Global Outlook januari 2013
Ett internationellt 2-dagarssymposium som en del av KSLA:s 200-årsfirande – finanseriat av Knut and Alice Wallenberg Foundation
Norra Latin i Stockholm, 29–30 januari 2013
Till föreläsarnas presentationer som de visades vid symposiet./To the lecturers’ presentations as shown at the symposium.
Till dokumentationen från symposiet/To the documentation from the symposium: KSLAT nr 5-2013 Global Outlook/
Med en förväntad befolkning på jorden om 9 miljarder människor år 2050 så har det globala behovet av mat, foder, fiber och bränsle (Food, Feed, Fibre and Fuel) blivit en fråga av högsta politiska dignitet. För att möta de hela tiden ökande behoven av ”de fyra F:n” uppstår allvarlig konkurrens om begränsade mark- och vattenresurser. Vi kommer att belysa detta ur fyra olika perspektiv.
(Läs mer om föreläsarna under respektive session till vänster.)
With an expected world population of 9 billion people in 2050, the global need for Food, Feed, Fibre and Fuel has become a matter of high political concern. In order to satisfy the ever increasing needs of “the four Fs”, there will be a progressively severe competition for limited land and water resources. We will highlight this from four different perspectives.
(Read more about the speakers under each session to the left.)
The overarching goal of this session is to draw attention to the political aspects of farming, emphasizing that policies are as important for development and increasing production as are for example good soil conditions. Three cases have been chosen to illustrate different courses of development during the last 40 years: the EU, the US and New Zealand. These form a good basis for discussing agricultural policies at various levels, scope and purposes, shaped by different social and economic settings and formations.
Speakers: Professor Alan Swinbank, UK; Professor Bill Winders, USA; Dr. Philipp Aerni, Switzerland.
Moderator: Professor Mats Morell, Sweden.
Opportunities and challenges for farmers, researchers and business in the agricultural sector (session 2, Tues 29 Jan PM)
To feed an ever growing global population we will need to produce 70 percent more by 2050. This we have to achieve from less land, while at the same time reducing our use of resources such as fossil energy, fertilizers and plant protection systems. Opportunities and challenges vary in different parts of the world. This session, however, will focus on the farmer’s challenge to produce a range of crops, livestock and bio mass in the sustainable way that is needed with respect to the generations to come. This includes how to address the climate change, water and soil fertility issues, post-harvest losses, etc., and to do that in a situation where the worldwide demand for meat and grain is growing rapidly and prices are going up.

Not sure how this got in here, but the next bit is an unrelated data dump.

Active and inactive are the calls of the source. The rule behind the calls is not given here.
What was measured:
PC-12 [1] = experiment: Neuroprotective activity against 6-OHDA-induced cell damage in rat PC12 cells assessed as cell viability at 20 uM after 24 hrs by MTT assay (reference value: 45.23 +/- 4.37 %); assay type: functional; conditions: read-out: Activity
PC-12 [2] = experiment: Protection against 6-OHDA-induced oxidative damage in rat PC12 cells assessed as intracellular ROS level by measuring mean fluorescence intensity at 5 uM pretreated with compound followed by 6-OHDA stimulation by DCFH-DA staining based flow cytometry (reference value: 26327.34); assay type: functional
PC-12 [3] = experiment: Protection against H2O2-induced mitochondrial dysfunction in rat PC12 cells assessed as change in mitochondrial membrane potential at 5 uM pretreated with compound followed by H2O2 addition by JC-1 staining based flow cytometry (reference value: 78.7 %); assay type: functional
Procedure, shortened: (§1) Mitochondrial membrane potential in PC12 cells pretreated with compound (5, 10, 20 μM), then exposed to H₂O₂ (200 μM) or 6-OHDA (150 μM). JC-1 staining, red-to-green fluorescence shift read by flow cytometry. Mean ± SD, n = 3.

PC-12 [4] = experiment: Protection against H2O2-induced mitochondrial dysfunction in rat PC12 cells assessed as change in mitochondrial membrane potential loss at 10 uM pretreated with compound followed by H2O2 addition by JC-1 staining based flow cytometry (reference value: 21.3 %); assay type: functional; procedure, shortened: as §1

Speakers: Professor Robert Thompson, USA; Professor John Pickett, UK; EU parliamentarian Marit Paulsen, Sweden; Dairy farmer Elisabeth Gauffin, Sweden.
Moderator: Dr. Bo Andersson, Sweden.
The growing demand for wood fibre contributes to the pressure on the land resources. Currently, the growing demand is mainly seen in Asia and other growing economic regions of the developing world. In this context, investors are increasingly interested in Africa. In South America and Northern Europe the number of social conflicts is increasing.
The responses to the growing world demands for natural resources largely lie in increasing productivity on land already under cultivation or in expansion of land. The growing demand is mainly seen in Asia, particularly China, and other growing economic regions of the developing world. Investors are increasingly interested in Africa, which, in spite of its own rapidly increasing needs for wood is considered to have major reserves of under-utilised land. In South America and Northern Europe the challenges are many, e.g. increasing social conflicts as a result of land use and rights disagreements between commercial and local interests. Globally, opportunities are created through e.g. private-community partnerships and restoration of degraded lands through tree planting.
Speakers: Professor Sten Nilsson, Sweden; Professor August Temu, Kenya; Professor Jintao Xu, China; Professor Jan-Erik Nylund, Sweden.
Moderator: Dr. Björn Lundgren, Sweden.
To create a sustainable future, scientists, economists, politicians and social scientists will need to work together with practitioners and local communities. Broad collaborations will be needed on the regional as well as the international arena. The concept of planetary boundaries sets the scene, and we need to find new, smarter and more efficient ways to give people better lives within nature’s limitations. Research and practical knowledge is the foundation, but it is worth nothing if not put to use.
This session will highlight some of the societal, psychological and economic problems, but above all it will point at promising solutions to some of them and discuss the tools we have at our disposal to take us from knowing to acting.
Speakers: H.E. Dr. Jacques Diouf, Senegal; Professor Paul Alan Cox, USA; Professor Susan Baker, UK.
Moderator: Mr. Johan Kuylenstierna, Sweden.